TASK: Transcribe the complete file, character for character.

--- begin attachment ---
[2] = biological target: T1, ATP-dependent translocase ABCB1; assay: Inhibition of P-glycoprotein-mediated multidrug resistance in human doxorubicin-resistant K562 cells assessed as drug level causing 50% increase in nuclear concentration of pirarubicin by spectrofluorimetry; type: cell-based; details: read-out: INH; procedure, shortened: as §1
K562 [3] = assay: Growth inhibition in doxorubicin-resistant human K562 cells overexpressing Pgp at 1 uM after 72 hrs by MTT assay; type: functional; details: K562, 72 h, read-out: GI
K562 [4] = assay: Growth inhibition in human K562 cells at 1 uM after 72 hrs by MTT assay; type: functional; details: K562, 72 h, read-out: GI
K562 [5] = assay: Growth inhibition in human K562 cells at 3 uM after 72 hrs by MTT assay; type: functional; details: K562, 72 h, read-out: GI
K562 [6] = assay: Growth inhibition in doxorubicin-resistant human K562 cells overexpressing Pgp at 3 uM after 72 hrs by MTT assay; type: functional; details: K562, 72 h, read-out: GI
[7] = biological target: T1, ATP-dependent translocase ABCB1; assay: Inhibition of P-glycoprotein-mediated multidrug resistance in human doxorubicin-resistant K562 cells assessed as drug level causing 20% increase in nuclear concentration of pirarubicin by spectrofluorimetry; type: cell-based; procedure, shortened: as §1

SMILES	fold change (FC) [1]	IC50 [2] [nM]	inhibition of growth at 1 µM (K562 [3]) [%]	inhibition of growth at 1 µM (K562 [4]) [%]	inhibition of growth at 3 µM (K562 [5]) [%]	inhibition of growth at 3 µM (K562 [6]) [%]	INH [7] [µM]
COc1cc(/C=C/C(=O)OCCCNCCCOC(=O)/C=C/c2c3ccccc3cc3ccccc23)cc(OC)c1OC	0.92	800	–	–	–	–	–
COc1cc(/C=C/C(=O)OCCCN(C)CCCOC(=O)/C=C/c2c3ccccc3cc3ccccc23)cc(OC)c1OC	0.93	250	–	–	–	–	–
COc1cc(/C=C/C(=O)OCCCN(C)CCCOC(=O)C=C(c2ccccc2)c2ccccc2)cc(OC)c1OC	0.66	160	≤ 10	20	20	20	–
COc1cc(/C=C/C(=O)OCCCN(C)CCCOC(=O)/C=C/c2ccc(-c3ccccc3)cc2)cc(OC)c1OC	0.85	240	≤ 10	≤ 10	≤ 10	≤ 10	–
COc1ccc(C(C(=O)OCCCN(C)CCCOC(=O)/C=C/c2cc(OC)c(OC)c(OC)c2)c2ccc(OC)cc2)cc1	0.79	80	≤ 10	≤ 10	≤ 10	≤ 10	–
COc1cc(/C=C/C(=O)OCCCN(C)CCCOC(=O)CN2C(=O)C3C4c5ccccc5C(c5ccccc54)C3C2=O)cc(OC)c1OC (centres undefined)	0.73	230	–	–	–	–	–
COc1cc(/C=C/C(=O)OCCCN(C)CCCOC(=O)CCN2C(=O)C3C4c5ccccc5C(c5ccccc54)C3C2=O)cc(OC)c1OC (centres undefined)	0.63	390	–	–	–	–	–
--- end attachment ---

[2] = biological target: T1, ATP-dependent translocase ABCB1; assay: Inhibition of P-glycoprotein-mediated multidrug resistance in human doxorubicin-resistant K562 cells assessed as drug level causing 50% increase in nuclear concentration of pirarubicin by spectrofluorimetry; type: cell-based; details: read-out: INH; procedure, shortened: as §1
K562 [3] = assay: Growth inhibition in doxorubicin-resistant human K562 cells overexpressing Pgp at 1 uM after 72 hrs by MTT assay; type: functional; details: K562, 72 h, read-out: GI
K562 [4] = assay: Growth inhibition in human K562 cells at 1 uM after 72 hrs by MTT assay; type: functional; details: K562, 72 h, read-out: GI
K562 [5] = assay: Growth inhibition in human K562 cells at 3 uM after 72 hrs by MTT assay; type: functional; details: K562, 72 h, read-out: GI
K562 [6] = assay: Growth inhibition in doxorubicin-resistant human K562 cells overexpressing Pgp at 3 uM after 72 hrs by MTT assay; type: functional; details: K562, 72 h, read-out: GI
[7] = biological target: T1, ATP-dependent translocase ABCB1; assay: Inhibition of P-glycoprotein-mediated multidrug resistance in human doxorubicin-resistant K562 cells assessed as drug level causing 20% increase in nuclear concentration of pirarubicin by spectrofluorimetry; type: cell-based; procedure, shortened: as §1

SMILES	fold change (FC) [1]	IC50 [2] [nM]	inhibition of growth at 1 µM (K562 [3]) [%]	inhibition of growth at 1 µM (K562 [4]) [%]	inhibition of growth at 3 µM (K562 [5]) [%]	inhibition of growth at 3 µM (K562 [6]) [%]	INH [7] [µM]
COc1cc(/C=C/C(=O)OCCCNCCCOC(=O)/C=C/c2c3ccccc3cc3ccccc23)cc(OC)c1OC	0.92	800	–	–	–	–	–
COc1cc(/C=C/C(=O)OCCCN(C)CCCOC(=O)/C=C/c2c3ccccc3cc3ccccc23)cc(OC)c1OC	0.93	250	–	–	–	–	–
COc1cc(/C=C/C(=O)OCCCN(C)CCCOC(=O)C=C(c2ccccc2)c2ccccc2)cc(OC)c1OC	0.66	160	≤ 10	20	20	20	–
COc1cc(/C=C/C(=O)OCCCN(C)CCCOC(=O)/C=C/c2ccc(-c3ccccc3)cc2)cc(OC)c1OC	0.85	240	≤ 10	≤ 10	≤ 10	≤ 10	–
COc1ccc(C(C(=O)OCCCN(C)CCCOC(=O)/C=C/c2cc(OC)c(OC)c(OC)c2)c2ccc(OC)cc2)cc1	0.79	80	≤ 10	≤ 10	≤ 10	≤ 10	–
COc1cc(/C=C/C(=O)OCCCN(C)CCCOC(=O)CN2C(=O)C3C4c5ccccc5C(c5ccccc54)C3C2=O)cc(OC)c1OC (centres undefined)	0.73	230	–	–	–	–	–
COc1cc(/C=C/C(=O)OCCCN(C)CCCOC(=O)CCN2C(=O)C3C4c5ccccc5C(c5ccccc54)C3C2=O)cc(OC)c1OC (centres undefined)	0.63	390	–	–	–	–	–